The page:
Editor’s Note. Religious sects of Sunni teaching in Somalia are no longer interested in confronting extremists among their ranks. That is because they have become the new political, religious and business elites of Somalia. Now they aren’t limited anymore to religious scholarship and conveying the message of Allah. They are now more inclined to mind their worldly business. You won’t see taarigas (sects) fighting or bashing each other anymore in this country. The question is who would confront Al-Shabab or other extremists ideologically when the New Religious Elites of Somalia aren’t ready to sponsor God’s good message on earth? The article to follow is drawn from WDM archives. Take a read.

It sounds like a fresh victory day of Islam in Garowe today, modeling Bilal in the dawn of the religion. Unsynchronized refrains of “Allah The Great” rocks the City from every corner. The local mosque imams seem to compete with better sermons and religious knowledge. Some recite the Qur’anic verses in traditional Somali fashion. They call themselves “Sunna Wal Jamaaca” religious scholars. They are bent on making the religion user- friendly with a blend of suffism and references to cult of religious personalities in Somalia and beyond. Others read out the verses in typical arabic accent, sounding even better than native Arabs in their deliberations. They consider themselves more scholarly than the untravelled home-grown traditional Sheikhs. They practise more fundamental approach to Islam and strict adherence to the Book. Some people accuse them of pursuing hardline position in a Sunni society with liberal religious views, while the fundamentalists allege others of not strictly following the proper teachings of Islam. These sectarian religious groups avoid each others’ mosques or places of worship, a clear indication of how far they are irreconcilable, and how deep their contradictions run. In general, these religious rivalries aren’t new developments. Divisions and subdivisions of sectarian nature in Islam have been existing since the death of Prophet Mohamed (SCWS). Our current concern is that this country is too fragile to handle these destabilizing religious contradictions.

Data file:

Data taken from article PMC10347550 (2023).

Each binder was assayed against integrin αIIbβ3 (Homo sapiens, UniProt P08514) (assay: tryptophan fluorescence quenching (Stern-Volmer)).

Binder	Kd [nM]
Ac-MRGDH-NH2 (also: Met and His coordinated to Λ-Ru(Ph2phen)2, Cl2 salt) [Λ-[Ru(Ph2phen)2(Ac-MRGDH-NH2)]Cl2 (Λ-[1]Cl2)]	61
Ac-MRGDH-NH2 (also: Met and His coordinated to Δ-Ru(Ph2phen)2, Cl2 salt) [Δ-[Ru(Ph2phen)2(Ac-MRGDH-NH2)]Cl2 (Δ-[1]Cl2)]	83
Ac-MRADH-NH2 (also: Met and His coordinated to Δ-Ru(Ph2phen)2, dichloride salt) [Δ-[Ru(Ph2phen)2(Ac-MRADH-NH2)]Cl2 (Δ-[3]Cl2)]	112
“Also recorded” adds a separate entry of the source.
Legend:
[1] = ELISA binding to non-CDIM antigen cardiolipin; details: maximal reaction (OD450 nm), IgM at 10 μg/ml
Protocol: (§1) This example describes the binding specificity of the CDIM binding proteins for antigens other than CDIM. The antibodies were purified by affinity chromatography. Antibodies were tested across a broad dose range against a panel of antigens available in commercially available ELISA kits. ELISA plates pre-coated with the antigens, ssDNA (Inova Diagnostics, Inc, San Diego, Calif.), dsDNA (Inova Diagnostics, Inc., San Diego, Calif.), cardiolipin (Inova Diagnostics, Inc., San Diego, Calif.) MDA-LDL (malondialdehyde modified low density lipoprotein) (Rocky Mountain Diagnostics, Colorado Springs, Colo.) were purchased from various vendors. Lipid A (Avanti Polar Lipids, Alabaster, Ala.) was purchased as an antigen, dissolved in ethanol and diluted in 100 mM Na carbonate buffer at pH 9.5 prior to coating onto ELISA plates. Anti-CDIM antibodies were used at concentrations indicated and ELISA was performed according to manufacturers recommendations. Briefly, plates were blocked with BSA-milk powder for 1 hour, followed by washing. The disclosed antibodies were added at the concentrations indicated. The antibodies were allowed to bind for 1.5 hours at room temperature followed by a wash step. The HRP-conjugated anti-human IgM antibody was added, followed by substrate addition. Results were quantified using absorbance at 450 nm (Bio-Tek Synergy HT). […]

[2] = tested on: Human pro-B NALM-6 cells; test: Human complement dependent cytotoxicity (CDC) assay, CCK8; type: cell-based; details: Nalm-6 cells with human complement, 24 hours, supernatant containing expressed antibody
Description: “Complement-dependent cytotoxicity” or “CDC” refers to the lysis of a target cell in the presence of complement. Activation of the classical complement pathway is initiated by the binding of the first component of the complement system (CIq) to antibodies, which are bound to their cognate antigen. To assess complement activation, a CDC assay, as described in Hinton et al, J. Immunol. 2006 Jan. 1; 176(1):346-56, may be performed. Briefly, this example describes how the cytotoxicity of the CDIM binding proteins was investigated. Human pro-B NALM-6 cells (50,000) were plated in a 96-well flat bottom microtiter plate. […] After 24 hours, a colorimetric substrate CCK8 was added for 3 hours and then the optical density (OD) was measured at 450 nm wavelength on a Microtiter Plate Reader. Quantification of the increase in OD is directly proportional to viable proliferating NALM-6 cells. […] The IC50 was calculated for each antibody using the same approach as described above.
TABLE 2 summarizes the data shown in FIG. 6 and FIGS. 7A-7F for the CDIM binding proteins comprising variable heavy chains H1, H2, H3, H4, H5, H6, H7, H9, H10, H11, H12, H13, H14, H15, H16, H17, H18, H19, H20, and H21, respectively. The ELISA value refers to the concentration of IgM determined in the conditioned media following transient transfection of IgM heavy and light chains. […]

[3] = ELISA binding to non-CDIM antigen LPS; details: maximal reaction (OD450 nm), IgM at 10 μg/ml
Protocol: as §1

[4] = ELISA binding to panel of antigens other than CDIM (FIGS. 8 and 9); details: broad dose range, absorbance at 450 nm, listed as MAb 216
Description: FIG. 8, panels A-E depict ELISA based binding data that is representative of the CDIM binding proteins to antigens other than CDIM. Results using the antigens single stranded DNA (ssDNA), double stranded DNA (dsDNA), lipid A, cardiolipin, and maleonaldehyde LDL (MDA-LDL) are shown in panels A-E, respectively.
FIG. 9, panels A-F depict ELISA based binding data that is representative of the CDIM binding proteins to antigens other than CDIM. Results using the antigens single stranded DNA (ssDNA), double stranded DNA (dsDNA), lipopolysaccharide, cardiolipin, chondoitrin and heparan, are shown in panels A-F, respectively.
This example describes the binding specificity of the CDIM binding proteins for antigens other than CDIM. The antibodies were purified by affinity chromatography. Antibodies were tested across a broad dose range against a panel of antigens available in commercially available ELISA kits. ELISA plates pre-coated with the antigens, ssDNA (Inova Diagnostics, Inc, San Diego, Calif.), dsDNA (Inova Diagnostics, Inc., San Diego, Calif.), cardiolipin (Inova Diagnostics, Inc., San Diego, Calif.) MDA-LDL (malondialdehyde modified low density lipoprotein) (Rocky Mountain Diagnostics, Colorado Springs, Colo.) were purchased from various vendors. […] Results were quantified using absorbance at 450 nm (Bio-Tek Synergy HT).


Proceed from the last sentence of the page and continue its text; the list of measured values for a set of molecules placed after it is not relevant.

The various styles of reciting Qur’anic verses coming from every city in Somalia’s mosques sound amplifiers are microcosm of internal struggle and religious sectarianism that has been growing steadily in Somalia for the past four-five decades. This fact is one of the most crucial dimensions in Somalia’s body politics today. The fact that it is overlooked and underestimated when deliberating on Somalia’s national and regional issues is a fatal academic and political miscalculation. Resolving Somalia’s political conflicts along the path to national reconciliation must take into account the religious factor, societal problems posed by religious sectarianism or “Tariqa” conflicts.

Eid Mubarak to you all!

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  1. I think you misread the situation. Generally the load voice with the Takbeer is part of the Eid rituals and the more you convey it loudly the better. The recitation is identical for all mosques 🕌 and the idea is to show gratitude to Allah, the Almighty for allowing us complete fasting at the day time and prayer at nights for the whole month. This issue has nothing to do to sectarianism or Tariqas as you have alluded. You may be right in the existing of different interpretations in other areas but as far as Eid Takbeer is concerned, there is nothing to fish out.


    1. In browsing the article, one may have the impression that the author isn’t clear about the religious traditions and importance of Takbeer in Islam, especially in such occasions. However, re-reading it may offer the reader the wider purpose and sense of writing the essay. Here the author describes what was happening in Garowe today as a prelude to the Tariqas’ problem in the country, and the need to take into account their destabilizing political factor in future political settlement.


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